Dad breaks his neck in ‘horrific’ family pool accident

Nick Whigham
·Assistant News Editor
·4-min read

Damian Bruce doesn’t often use his backyard pool, usually leaving his kids to enjoy the reprieve from the hot Adelaide sun.

But two Saturdays ago as the weather warmed up, he decided to join his nine-year-old son Carter in the pool for a quick dip around lunch time.

It was a decision he will remember for the rest of his life.

“I’m not a big fan of the water, but this day I was just going to go out there and hang out with him,” the 44-year-old told Yahoo News Australia.

“For some reason I just jumped in the pool, in a way I’ve never really jumped before.”

Damo and his wife Jasmine.
Damo and his wife Jasmine before what he described as an 'absolute freak accident'. Source: GoFundMe

Diving into an area that was shallower than he thought, he knew something was wrong when he hit “head-first” into the bottom of the pool.

“I popped up for some air. I was at the deep end by this stage and I knew my son couldn’t help me,” he recalled.

“I went down with another breath and just sort of crawled along the bottom with my hands and pulled myself up onto the stairs.”

As he lay his head on the pool coping, his wife appeared outside and called the paramedics. The next thing Mr Bruce remembers is riding in an ambulance to the Royal Adelaide Hospital.

The backyard pool where the accident happened.
Mr Bruce said he is always so cautious when it comes to the family pool. Source: Supplied

‘A matter of centimetres’ from life in a wheelchair

As the doctors told it to him, the father of four had essentially crushed the C7 vertebrae in his neck.

“They had to remove that and put a cage into my neck,” he said. Surgery was required to also tend to damage which occurred to vertebrae next to C7.

After swapping stories with others in the spinal ward at the hospital, he is grateful about just how lucky he ultimately was.

Affectionately known as Damo, the former rugby player has some exercises he can do and says he is currently able to lift his head about 10 to 20 centimetres off his pillow. With a long recovery ahead, he is expected to regain most of his abilities, albeit with a diminished range of movement in his neck.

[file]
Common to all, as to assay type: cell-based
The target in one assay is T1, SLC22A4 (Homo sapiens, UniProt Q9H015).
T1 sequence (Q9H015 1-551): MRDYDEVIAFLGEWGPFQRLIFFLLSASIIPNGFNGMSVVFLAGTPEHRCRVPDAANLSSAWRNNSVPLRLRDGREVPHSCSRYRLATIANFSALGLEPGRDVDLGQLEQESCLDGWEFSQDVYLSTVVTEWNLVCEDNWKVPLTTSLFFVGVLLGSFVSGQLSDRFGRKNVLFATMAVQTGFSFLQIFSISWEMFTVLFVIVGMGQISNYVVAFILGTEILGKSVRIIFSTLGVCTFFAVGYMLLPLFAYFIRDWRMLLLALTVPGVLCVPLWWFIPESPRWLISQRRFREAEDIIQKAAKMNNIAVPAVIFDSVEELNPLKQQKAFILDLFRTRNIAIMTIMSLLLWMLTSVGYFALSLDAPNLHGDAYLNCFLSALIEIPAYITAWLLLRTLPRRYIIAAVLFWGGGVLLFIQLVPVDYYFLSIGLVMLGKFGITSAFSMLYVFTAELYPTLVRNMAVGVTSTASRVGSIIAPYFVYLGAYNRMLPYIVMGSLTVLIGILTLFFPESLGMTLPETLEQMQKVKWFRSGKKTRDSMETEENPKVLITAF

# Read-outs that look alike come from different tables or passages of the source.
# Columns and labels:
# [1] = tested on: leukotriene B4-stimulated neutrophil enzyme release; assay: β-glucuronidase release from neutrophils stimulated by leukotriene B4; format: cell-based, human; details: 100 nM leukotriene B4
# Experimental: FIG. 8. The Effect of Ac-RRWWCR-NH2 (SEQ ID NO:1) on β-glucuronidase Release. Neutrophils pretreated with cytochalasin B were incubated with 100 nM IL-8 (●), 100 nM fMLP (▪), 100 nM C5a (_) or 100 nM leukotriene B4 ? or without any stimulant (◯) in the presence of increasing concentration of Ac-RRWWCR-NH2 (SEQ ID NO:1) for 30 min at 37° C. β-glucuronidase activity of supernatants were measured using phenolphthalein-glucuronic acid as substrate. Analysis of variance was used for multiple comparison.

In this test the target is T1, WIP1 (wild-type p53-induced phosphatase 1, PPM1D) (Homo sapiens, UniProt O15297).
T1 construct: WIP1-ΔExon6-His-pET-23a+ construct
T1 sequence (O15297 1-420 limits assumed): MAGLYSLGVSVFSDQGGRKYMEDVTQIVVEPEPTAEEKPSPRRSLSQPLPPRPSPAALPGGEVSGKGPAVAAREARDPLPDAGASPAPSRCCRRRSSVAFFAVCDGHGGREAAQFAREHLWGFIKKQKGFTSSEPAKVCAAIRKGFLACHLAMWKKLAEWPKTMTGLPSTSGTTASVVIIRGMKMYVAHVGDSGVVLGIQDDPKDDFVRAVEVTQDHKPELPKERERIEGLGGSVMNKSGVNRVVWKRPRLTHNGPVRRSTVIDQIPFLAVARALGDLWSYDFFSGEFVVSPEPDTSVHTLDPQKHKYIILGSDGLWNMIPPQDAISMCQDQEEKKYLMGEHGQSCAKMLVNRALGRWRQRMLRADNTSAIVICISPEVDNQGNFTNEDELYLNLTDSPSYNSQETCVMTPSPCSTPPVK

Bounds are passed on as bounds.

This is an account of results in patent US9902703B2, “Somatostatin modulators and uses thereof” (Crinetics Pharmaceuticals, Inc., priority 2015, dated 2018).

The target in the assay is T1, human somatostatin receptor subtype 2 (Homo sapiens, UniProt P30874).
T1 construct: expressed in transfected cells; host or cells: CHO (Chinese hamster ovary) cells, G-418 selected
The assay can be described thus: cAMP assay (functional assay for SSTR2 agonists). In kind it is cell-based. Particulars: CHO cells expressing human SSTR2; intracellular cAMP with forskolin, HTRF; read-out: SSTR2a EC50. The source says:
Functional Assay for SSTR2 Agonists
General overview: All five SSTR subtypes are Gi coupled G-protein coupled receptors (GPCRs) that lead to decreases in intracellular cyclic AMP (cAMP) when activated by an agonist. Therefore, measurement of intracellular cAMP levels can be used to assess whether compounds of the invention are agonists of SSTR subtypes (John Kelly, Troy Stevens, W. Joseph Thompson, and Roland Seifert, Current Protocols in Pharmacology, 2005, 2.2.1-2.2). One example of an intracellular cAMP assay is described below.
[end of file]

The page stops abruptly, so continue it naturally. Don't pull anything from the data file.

“I just feel blessed that I can use my hands and my feet,” he said. “[The doctors] said it was a matter of centimetres, it not millimetres ... a centimetre here or there, I could be being pushed around for the rest of my life in a wheel chair.

“One lapse in concentration and this is where I’m at now ... an absolute freak accident.”

Speaking to Yahoo News Australia from his hospital bed, he fought back tears as he thought about his kids and getting back to doing things like coaching his youngest son’s rugby team.

“I’m biding my time to have a chat with him,” he said of Carter, who was in the pool at the time of the incident. “He’s a pretty resilient little bugger ... he’s a tough, little rugby player.

“I’ve got to be positive for my kids, I’ve got to show them some resilience and teach them that as well,” he said.

Damian's wife Jasmine (left) and his four children Carter, 9, Lyla, 14, Bella 16 and Ben 23. Source: Supplied
Damian's wife Jasmine (left) and his four children Carter, 9, Lyla, 14, Bella 16 and Ben 23. Source: Supplied

Since being laid up in hospital, Mr Bruce has been overwhelmed by the outpouring of support, not only from the rugby community but from others farther afield after his rugby mates set-up a GoFundMe page earlier this week.

The campaign hopes to help the family through the difficult period while Mr Bruce, who is self-employed as a brickie and landscaper, is unable to work.

“Unfortunately Damo has had a horrific accident breaking his neck in an incident in the family pool,” the page says.

“The great news is that he’s had a couple of operations and is able to walk but unfortunately will be laid up for a very long time and will be unable to work.”

At the time of writing, the campaign is just over $2,000 shy of its $20,000 goal.

“There’s people on this page that I don’t even know that are donating their hard-earned money,” Mr Bruce said, his voice breaking.

“It’s just been overwhelming.”

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